Pine fence posts

Discussion in 'Homesteading Questions' started by maverickxxx, Mar 26, 2013.

  1. maverickxxx

    maverickxxx Well-Known Member Supporter

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    How long do u think pine fence posts would last in the ground. I got a bandsawmill so making a bunch of 4x4 posts isn't a big deal. I didn't know if I tared the ends of them it would help a lot or if there was something better to put on them.
     
    Last edited: Mar 26, 2013
  2. CSA again

    CSA again Western North Carolina

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    pine must be treated if it comes into contact with the ground.....
    Google ..wood preservative
     

  3. Bearfootfarm

    Bearfootfarm This Space For Rent Supporter

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    You'd be lucky if they lasted 2 years.
    If you want a fence, build it RIGHT the first time
     
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  4. fordy

    fordy Well-Known Member

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    .............Round posts made of treated wood do much better than square posts with 90 degree corners , as far attaching wire to the post ! Because , wire when stretched VERY tight will cut into the edges and loose some of it's 'tightness' . Telephone poles are the Ultimate in fence posts , when available . I would use roofing tar on the portion of a pine post being below ground level . , fordy
     
  5. arnie

    arnie Well-Known Member Supporter

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    I used some untreated green pine tree post they lasted 1 year rotted below the ground and bugs ate above .same with the poplar the locust I put in in 1985 are still good as well as some of the red cedar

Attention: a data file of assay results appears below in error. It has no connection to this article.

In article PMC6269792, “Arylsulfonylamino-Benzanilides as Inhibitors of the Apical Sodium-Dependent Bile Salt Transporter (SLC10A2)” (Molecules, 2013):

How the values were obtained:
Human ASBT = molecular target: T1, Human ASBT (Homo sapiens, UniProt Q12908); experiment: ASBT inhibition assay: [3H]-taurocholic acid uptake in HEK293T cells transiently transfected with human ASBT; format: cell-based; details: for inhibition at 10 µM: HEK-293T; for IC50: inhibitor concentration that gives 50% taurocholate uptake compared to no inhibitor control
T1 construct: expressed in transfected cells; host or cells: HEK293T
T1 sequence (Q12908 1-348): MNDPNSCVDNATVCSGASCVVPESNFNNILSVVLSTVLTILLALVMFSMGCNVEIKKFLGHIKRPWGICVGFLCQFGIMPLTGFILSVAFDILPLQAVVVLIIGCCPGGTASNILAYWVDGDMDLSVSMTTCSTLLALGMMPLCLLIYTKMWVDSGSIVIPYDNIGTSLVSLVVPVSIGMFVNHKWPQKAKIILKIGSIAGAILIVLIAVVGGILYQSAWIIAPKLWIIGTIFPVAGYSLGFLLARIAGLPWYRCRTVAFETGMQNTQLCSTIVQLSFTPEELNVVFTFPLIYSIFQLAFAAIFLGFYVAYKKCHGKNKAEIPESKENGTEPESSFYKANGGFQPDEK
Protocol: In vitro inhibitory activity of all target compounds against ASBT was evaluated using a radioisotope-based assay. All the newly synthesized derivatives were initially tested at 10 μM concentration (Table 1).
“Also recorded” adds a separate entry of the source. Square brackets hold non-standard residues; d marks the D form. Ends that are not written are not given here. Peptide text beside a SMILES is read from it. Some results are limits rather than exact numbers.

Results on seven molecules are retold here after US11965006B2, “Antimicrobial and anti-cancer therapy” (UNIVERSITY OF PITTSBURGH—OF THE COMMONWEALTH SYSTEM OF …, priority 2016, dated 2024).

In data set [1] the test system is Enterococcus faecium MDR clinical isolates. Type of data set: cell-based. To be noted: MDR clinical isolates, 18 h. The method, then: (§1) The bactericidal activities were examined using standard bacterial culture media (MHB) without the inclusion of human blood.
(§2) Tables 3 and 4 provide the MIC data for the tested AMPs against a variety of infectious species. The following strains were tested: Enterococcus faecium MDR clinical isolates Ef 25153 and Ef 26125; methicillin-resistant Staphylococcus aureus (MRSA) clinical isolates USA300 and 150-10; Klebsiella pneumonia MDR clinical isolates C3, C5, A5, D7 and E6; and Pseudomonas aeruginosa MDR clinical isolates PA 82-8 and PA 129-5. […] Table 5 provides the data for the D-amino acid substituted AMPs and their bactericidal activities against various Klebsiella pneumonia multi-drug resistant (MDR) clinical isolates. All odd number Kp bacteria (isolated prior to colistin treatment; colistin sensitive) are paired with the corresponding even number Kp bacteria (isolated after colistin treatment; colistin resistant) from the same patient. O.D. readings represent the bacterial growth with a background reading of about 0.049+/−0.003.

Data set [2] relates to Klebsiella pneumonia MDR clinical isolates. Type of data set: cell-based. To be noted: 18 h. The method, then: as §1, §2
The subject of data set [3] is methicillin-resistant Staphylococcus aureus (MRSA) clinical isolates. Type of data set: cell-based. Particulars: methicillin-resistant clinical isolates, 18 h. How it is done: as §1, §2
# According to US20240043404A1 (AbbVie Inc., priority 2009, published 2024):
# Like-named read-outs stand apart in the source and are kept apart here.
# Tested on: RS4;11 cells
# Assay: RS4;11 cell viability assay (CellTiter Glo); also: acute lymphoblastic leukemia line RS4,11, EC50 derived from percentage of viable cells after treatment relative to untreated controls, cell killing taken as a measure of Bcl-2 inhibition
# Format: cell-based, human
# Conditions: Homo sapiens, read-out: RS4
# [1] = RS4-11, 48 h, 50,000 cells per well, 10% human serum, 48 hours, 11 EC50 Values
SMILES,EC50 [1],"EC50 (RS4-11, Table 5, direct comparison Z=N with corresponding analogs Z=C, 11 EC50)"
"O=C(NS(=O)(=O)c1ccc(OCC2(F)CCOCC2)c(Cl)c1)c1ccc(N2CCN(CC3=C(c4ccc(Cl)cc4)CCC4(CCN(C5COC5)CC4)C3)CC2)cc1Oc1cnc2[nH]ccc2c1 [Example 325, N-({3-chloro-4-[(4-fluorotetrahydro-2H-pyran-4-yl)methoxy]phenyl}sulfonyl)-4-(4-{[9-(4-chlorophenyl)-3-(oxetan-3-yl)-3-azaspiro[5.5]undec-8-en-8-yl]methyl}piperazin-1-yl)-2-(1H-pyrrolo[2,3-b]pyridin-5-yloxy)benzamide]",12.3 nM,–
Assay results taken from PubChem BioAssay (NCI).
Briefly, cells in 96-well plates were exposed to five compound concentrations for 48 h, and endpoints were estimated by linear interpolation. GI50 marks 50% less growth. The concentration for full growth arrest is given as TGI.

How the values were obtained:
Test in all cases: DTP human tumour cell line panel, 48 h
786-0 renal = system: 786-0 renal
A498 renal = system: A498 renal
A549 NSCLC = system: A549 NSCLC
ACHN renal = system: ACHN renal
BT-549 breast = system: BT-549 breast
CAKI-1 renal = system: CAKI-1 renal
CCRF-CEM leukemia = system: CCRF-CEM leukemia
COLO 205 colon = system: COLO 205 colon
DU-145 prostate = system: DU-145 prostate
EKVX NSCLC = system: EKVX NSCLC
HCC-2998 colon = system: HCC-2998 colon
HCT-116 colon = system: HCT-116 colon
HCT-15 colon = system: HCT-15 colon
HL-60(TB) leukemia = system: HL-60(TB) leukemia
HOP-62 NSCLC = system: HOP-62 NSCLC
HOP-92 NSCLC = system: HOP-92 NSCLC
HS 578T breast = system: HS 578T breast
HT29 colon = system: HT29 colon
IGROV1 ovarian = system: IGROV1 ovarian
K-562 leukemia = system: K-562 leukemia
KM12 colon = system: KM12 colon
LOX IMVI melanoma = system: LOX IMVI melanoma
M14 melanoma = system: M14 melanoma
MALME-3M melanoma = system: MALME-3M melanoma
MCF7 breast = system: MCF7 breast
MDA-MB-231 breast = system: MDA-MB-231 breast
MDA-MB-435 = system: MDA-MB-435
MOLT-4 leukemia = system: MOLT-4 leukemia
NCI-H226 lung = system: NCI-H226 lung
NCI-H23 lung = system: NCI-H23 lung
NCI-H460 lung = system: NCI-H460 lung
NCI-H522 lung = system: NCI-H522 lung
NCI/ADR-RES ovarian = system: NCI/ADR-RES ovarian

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  6. Fire-Man

    Fire-Man Well-Known Member Supporter

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    40 Years back I cut down some young pine trees, peeled off the bark and made about 100 4" to 6" post. I let them dry for a few months then they were stood up in barrels with a mix of burnt oil and diesel fuel and allowed to sit for about a month. They were put in the ground for the fence and a metal piece tack to the top of the post like a "post roof". I do not remember how many years they lasted but I know most of them lasted for a few years until be quit with cows. I am sure your square 4x4's would work for a while if they were dried then treated with something that will repel water----How long---each post will be different.

    BUT, if its a fence you will want to last as long as possible I would Buy some treated post. If you spend the money, time to saw the post, you know that if the heart is not center of each post, 1/2 of them will bow, twist, warp. Then you will still need to dry them for months then treat with something and they still will not last No time compared to the treated you buy.
     
  7. OkieDavid

    OkieDavid Well-Known Member Supporter

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    I would be comfortable using them as braces but not in contact with the ground. Here you would be lucky to get a couple of years with in ground untreated pine.
     
  8. rambler

    rambler Well-Known Member Supporter